Pyrolysis of Phenolic Resin in SiC
New York State College of Ceramics at Alfred University. Kazuo Inamori School of Engineering.
When phenolic resin is pyrolized, carbon is left behind. Maximizing the carbon yield from this pyrolysis was the goal. Standard pyrolysis loses a sizeable amount of carbon in the form of volatile organic compounds (VOC’s) due to polymer chain scission. It is proposed that by selectively stripping hydrogen from the polymer, carbon yield can be increased. Pressureless sintering of silicon carbide (SiC) requires excess carbon for densification. Carbon can be introduced either by adding carbon or a carbonaceous polymer that will be pyrolized. The SiC production granules that were used contained phenolic resin. There are two purposes for the resin: first, when cured, the strength of the phenolic resin allows for green machining and second, providing excess carbon from pyrolysis. To test if hydrogen can be preferentially removed to increase carbon yield, the pyrolysis conditions were changed. Thermogravimetric analysis (TGA) experiments were conducted to identify the heating rate and peak temperature along with the pyrolysis behavior in different gas chemistries and dwell temperatures. From industry, it was understood that flow rate has an impact on pyrolysis. A statistical experimental design was created to test flow rate (0, 7.5 and 15 ml/sec), gas chemistry (2%, 5% and 10% O2, balance nitrogen) and dwell temperature (150°C, 200°C and 250°C). The pyrolized samples were sintered (below the optimal sintering temperature) to understand the effect that pyrolysis has on the sinterability on SiC. TGA demonstrates that a higher carbon yield is seen with lower dwell temperatures and increased oxygen levels. All samples fully densified at 2100°C. Flow rate was found to be statistically significant in increasing carbon yield from pyrolysis. The measured carbon yields were not greater than those obtained from the standard pyrolysis used in industry. However, the standard pyrolysis stops at 600°C and the TGA data suggests that the pyrolysis is not complete. The TGA data suggests that the hydrogen stripping hypothesis has merit.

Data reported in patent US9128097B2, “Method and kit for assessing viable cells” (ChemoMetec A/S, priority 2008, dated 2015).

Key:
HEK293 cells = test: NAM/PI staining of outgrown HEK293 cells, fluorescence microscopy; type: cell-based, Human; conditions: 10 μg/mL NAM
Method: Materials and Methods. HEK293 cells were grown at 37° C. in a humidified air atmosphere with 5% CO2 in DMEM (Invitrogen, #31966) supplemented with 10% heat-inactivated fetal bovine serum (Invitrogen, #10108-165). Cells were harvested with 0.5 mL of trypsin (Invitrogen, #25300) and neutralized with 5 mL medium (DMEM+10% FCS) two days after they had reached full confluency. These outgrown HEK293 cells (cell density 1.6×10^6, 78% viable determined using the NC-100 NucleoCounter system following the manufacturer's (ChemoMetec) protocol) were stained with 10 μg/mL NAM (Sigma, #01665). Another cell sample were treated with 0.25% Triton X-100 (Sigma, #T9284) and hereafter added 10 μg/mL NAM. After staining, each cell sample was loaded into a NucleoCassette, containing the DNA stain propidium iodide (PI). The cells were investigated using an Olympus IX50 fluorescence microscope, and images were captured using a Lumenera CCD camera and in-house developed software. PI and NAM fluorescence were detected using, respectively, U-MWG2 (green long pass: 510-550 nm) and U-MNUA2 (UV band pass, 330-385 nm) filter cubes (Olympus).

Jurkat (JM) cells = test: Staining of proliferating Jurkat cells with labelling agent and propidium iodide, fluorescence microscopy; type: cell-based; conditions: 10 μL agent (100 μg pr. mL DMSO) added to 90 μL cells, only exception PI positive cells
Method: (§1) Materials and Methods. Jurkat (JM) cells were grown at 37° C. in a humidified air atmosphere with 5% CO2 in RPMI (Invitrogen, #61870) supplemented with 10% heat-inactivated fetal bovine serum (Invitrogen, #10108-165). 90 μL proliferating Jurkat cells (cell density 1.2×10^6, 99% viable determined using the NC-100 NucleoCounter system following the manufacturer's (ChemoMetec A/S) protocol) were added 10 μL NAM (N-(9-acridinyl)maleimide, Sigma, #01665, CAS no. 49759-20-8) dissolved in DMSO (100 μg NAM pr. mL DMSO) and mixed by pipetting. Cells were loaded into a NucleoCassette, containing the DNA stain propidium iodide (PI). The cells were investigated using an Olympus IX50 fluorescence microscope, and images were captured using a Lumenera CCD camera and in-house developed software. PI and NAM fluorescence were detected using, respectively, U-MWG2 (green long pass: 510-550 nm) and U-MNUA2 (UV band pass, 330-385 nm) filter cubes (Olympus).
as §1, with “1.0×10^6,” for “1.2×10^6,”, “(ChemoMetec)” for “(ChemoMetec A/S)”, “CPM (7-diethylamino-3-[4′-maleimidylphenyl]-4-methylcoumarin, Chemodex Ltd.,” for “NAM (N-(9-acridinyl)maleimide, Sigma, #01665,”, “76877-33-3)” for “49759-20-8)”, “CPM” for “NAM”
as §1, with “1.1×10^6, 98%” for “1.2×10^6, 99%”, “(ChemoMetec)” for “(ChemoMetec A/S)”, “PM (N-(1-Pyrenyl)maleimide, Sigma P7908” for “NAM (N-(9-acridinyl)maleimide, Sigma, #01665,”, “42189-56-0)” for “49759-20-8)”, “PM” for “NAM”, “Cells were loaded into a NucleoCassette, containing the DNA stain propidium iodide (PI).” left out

Advisory committee members: Matthew Hall, Andrew Eklund. Dissertation completed in partial fulfillment of the requirements for the degree of Masters of Science in Ceramic Engineering at the Kazuo Inamori School of Engineering, New York State College of Ceramics at Alfred University